Speak Up! A Life Beyond Complacency and Fear
Lessons learned through complacency, classical conditioning and fear of being a burden
As a child, I used to watch my younger brother make a fuss about absolutely everything. He was short tempered, incredibly anxious and sometimes outright defiant. I recall many events where my parents struggled with him, including (but not limited to) the fact that he didn’t sleep through the night until he was six years old. He would bounce his ball in the house when he was told not to. He wouldn’t sit properly at the dinner table. He was terrified of absolutely everything. Making him do anything was a struggle, and sometimes a big fight. His crippling anxiety right from birth in combination with the typical male defiance and rebellion took on a catastrophic and exhausting combination. My Father travelled quite frequently as part of his job, and often this monumental task of getting my brother through the day was left to my Mother.
You’re so smart and well behaved.
I on the other hand was the opposite of defiant. I was the older child by eighteen months that did everything I was told with a smile. I was also a female, which according to many of my friends and family makes a massive difference, but I can’t speak from this from experience. I learned very quickly how difficult my life would be if I was as defiant and difficult as my brother was, and decided that I didn’t have the time for all that bother. I learned from the young age of two that going along with what everyone else wanted, doing what everyone else said and not making any fuss was the best thing I could do for myself. I saw how frustrated and exhausted my Mother would become. She would praise me for doing everything I was told and would say things like “Thank you for being so patient. You’re so smart and well behaved.” and “If only your brother was as well behaved as you are. You know how hard everything is with him.” She would even speak about how proud she was that her daughter was so mature and easy going, even as a baby. I loved this recognition from her. It made me feel like I was making my parents proud, and I held that to the highest esteem.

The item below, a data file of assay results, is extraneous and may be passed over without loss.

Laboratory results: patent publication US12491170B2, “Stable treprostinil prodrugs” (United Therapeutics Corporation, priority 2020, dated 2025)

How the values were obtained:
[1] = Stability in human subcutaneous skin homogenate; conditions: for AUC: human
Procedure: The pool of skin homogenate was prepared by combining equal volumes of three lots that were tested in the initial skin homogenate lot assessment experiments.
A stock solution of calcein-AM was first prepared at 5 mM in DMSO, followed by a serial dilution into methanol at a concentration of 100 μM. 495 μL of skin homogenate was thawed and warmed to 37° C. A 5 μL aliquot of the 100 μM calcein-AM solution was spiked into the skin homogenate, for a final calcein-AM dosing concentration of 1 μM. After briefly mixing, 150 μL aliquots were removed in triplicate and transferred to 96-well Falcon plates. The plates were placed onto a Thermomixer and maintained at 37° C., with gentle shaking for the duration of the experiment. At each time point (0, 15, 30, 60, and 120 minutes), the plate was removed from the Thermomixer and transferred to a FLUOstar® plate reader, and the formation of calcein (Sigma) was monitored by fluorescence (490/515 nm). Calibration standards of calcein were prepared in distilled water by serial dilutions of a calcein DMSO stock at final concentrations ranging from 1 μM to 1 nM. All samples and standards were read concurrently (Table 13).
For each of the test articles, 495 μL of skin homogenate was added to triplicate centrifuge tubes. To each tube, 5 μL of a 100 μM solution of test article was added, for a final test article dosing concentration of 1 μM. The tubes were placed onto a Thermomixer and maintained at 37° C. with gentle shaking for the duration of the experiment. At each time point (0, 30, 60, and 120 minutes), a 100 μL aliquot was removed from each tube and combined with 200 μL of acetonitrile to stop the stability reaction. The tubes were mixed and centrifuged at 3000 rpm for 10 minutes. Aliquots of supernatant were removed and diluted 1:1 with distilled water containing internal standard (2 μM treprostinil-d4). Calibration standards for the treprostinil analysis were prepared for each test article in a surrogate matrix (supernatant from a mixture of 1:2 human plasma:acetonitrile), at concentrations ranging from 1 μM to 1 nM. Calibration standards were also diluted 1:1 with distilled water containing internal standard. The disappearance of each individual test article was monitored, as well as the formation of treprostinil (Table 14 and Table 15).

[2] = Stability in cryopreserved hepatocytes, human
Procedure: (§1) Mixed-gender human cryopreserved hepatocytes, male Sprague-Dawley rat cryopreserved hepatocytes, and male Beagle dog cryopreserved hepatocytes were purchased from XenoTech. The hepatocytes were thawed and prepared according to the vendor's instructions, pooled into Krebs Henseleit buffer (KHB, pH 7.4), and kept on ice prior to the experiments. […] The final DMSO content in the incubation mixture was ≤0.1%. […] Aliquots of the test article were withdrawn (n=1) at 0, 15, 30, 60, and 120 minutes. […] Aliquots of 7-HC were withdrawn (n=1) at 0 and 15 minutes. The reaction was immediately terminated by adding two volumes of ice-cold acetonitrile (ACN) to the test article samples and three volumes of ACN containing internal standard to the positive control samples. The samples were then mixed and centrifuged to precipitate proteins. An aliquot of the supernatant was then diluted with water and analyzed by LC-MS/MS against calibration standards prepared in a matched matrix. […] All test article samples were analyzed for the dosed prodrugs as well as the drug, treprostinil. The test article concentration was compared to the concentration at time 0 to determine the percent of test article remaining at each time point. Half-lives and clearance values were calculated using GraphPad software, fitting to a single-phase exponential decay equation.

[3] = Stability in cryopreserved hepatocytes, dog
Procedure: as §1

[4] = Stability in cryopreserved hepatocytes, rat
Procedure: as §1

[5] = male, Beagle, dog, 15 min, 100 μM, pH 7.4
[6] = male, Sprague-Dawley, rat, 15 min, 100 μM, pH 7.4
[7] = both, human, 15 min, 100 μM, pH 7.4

If the adults respect me and I do what they ask, good things happen.
Classical conditioning at its finest! This was an important lesson I gathered as a child, and it was especially effective self-reconciliation to combat the fact that all the other cousins and children in my family were male. The boys would rough around, get into fights and not do as they were told, but not me. I sat quietly and read my books while sitting and listening to the adults tell insightful stories. I listened and did what I was told without question which meant that I could in exchange be left to my own devices. Besides, the boys would never play anything other than full contact hockey and football video games. I just wasn’t into that, which was no fault of theirs. I realized that the attention from those older and wiser than me proved to be beneficial- and I was right, but here’s where it backfired.
My needs are a burden to others, even to my parents.